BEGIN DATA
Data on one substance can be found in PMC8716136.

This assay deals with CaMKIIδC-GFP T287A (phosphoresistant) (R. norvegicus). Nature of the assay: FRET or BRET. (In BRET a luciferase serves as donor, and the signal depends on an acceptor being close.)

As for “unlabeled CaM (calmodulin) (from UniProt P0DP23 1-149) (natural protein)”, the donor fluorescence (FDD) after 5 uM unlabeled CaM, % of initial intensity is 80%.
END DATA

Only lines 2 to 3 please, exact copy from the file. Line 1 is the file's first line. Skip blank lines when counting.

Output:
This assay deals with CaMKIIδC-GFP T287A (phosphoresistant) (R. norvegicus). Nature of the assay: FRET or BRET. (In BRET a luciferase serves as donor, and the signal depends on an acceptor being close.)

As for “unlabeled CaM (calmodulin) (from UniProt P0DP23 1-149) (natural protein)”, the donor fluorescence (FDD) after 5 uM unlabeled CaM, % of initial intensity is 80%.